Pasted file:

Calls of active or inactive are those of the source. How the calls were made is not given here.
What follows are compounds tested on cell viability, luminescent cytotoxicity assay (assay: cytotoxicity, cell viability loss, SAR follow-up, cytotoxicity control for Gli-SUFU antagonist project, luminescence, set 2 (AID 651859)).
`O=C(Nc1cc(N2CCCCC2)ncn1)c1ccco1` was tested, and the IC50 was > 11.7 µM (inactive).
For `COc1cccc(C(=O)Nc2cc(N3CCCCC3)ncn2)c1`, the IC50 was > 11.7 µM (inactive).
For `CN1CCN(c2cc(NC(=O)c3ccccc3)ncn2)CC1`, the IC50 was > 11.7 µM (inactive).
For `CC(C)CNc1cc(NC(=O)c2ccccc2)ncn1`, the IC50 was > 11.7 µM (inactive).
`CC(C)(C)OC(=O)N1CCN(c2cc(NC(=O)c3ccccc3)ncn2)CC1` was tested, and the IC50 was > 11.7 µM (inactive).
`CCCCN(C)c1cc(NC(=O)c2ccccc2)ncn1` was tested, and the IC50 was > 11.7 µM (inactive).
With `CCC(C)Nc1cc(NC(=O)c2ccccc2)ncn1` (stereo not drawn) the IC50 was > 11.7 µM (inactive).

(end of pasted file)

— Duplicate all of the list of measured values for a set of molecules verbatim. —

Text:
Calls of active or inactive are those of the source. How the calls were made is not given here.
What follows are compounds tested on cell viability, luminescent cytotoxicity assay (assay: cytotoxicity, cell viability loss, SAR follow-up, cytotoxicity control for Gli-SUFU antagonist project, luminescence, set 2 (AID 651859)).
`O=C(Nc1cc(N2CCCCC2)ncn1)c1ccco1` was tested, and the IC50 was > 11.7 µM (inactive).
For `COc1cccc(C(=O)Nc2cc(N3CCCCC3)ncn2)c1`, the IC50 was > 11.7 µM (inactive).
For `CN1CCN(c2cc(NC(=O)c3ccccc3)ncn2)CC1`, the IC50 was > 11.7 µM (inactive).
For `CC(C)CNc1cc(NC(=O)c2ccccc2)ncn1`, the IC50 was > 11.7 µM (inactive).
`CC(C)(C)OC(=O)N1CCN(c2cc(NC(=O)c3ccccc3)ncn2)CC1` was tested, and the IC50 was > 11.7 µM (inactive).
`CCCCN(C)c1cc(NC(=O)c2ccccc2)ncn1` was tested, and the IC50 was > 11.7 µM (inactive).
With `CCC(C)Nc1cc(NC(=O)c2ccccc2)ncn1` (stereo not drawn) the IC50 was > 11.7 µM (inactive).